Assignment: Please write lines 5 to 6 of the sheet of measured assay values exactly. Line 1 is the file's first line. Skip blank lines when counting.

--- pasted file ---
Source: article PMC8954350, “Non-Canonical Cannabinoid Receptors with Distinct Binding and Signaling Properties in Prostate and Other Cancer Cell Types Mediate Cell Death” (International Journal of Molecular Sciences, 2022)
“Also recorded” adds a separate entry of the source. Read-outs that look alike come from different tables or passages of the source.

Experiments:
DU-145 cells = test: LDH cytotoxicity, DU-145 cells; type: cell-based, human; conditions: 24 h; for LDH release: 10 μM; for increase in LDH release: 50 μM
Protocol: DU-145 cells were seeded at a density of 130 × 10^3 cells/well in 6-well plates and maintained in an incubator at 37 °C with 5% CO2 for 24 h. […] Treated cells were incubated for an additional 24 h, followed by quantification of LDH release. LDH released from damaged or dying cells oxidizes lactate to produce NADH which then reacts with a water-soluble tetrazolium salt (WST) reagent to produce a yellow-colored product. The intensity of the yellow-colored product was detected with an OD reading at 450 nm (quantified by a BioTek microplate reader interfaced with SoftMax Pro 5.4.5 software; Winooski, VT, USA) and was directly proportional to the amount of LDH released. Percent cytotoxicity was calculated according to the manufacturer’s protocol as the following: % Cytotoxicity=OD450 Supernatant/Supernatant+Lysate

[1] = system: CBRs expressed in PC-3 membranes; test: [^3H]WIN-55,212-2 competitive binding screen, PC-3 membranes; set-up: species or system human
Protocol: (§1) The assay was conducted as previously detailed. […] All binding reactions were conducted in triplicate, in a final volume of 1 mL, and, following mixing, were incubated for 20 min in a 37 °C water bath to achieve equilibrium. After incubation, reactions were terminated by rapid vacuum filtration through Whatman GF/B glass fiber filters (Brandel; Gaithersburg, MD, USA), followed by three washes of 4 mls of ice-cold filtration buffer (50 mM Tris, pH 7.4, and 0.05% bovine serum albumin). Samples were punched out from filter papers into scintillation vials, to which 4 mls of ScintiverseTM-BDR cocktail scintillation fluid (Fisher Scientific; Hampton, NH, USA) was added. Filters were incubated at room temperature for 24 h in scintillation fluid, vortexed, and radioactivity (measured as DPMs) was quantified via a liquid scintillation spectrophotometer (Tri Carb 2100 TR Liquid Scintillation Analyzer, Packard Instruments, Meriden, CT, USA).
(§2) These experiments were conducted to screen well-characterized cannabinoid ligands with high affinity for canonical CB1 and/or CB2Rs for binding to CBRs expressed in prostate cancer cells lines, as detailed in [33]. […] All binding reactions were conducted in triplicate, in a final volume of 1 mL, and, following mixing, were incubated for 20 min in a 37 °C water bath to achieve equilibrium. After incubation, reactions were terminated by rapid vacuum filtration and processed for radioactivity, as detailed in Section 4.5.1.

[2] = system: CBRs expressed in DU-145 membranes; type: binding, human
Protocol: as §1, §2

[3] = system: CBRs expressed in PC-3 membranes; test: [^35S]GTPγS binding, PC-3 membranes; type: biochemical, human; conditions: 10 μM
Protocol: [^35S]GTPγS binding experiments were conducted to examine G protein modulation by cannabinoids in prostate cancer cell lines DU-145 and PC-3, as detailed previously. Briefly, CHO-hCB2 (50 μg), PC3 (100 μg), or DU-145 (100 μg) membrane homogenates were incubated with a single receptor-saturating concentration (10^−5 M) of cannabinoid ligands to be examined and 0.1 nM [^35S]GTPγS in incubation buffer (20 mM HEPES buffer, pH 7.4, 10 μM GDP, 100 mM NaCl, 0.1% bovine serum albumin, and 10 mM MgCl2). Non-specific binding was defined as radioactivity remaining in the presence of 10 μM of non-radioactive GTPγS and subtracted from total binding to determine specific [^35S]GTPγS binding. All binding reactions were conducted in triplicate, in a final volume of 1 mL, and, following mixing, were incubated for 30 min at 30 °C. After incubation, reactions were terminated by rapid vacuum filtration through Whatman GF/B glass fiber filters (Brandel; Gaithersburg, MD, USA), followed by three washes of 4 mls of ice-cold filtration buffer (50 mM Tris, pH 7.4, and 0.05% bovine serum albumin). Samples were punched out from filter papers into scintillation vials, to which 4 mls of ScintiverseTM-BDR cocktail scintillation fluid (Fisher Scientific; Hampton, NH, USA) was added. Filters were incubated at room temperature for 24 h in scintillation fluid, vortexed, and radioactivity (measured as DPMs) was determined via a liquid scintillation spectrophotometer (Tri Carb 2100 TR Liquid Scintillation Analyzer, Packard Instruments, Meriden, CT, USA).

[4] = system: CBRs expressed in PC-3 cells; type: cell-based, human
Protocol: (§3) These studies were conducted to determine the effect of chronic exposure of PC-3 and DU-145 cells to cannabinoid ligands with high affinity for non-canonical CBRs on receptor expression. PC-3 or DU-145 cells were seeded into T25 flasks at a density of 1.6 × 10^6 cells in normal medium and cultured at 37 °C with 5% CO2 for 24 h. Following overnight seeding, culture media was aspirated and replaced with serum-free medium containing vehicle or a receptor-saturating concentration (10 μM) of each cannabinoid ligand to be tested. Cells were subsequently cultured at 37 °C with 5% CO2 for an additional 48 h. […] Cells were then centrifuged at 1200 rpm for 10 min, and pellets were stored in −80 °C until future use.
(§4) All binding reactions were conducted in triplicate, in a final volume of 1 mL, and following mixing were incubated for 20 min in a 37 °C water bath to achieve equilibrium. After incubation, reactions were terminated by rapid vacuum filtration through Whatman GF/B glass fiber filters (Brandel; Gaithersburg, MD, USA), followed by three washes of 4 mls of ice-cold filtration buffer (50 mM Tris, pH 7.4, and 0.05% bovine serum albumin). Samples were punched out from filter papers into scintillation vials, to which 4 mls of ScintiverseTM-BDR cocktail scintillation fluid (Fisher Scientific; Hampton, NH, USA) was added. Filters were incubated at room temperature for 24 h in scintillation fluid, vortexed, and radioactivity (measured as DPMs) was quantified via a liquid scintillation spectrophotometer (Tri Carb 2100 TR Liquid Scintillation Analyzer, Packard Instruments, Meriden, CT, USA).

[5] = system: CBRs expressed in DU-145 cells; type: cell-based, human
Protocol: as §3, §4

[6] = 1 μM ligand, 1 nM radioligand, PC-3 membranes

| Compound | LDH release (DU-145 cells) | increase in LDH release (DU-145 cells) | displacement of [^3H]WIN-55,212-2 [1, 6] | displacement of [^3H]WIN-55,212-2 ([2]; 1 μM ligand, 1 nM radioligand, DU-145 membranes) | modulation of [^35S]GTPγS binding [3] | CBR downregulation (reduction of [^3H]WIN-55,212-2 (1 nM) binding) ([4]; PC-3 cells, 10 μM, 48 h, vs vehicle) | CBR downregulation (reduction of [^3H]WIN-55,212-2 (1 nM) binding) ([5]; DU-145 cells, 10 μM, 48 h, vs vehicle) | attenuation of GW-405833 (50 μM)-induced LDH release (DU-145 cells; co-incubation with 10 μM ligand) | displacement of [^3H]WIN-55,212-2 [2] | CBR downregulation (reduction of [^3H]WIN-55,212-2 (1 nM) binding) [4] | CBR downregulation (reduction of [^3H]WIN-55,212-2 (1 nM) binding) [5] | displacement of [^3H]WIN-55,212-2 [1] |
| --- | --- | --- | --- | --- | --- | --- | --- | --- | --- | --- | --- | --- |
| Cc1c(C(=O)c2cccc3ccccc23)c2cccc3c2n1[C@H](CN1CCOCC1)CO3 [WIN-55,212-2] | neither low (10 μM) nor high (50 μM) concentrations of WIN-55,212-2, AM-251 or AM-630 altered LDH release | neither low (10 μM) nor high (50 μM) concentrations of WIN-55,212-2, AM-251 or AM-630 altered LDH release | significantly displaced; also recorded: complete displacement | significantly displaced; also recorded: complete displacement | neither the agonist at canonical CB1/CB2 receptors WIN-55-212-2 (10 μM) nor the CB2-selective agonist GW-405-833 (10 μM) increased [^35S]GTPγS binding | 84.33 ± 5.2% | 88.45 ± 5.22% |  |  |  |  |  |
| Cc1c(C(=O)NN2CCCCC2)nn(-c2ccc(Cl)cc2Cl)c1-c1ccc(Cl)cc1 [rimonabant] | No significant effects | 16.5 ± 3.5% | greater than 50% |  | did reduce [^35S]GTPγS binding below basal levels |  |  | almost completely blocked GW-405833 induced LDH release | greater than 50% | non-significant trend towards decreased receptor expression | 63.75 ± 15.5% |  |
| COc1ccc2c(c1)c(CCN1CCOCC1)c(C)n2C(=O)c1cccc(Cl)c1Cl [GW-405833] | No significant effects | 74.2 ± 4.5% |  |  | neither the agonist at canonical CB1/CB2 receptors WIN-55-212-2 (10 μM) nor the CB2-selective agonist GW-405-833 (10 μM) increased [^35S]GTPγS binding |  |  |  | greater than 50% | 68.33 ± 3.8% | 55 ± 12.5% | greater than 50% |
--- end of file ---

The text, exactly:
Protocol: DU-145 cells were seeded at a density of 130 × 10^3 cells/well in 6-well plates and maintained in an incubator at 37 °C with 5% CO2 for 24 h. […] Treated cells were incubated for an additional 24 h, followed by quantification of LDH release. LDH released from damaged or dying cells oxidizes lactate to produce NADH which then reacts with a water-soluble tetrazolium salt (WST) reagent to produce a yellow-colored product. The intensity of the yellow-colored product was detected with an OD reading at 450 nm (quantified by a BioTek microplate reader interfaced with SoftMax Pro 5.4.5 software; Winooski, VT, USA) and was directly proportional to the amount of LDH released. Percent cytotoxicity was calculated according to the manufacturer’s protocol as the following: % Cytotoxicity=OD450 Supernatant/Supernatant+Lysate

[1] = system: CBRs expressed in PC-3 membranes; test: [^3H]WIN-55,212-2 competitive binding screen, PC-3 membranes; set-up: species or system human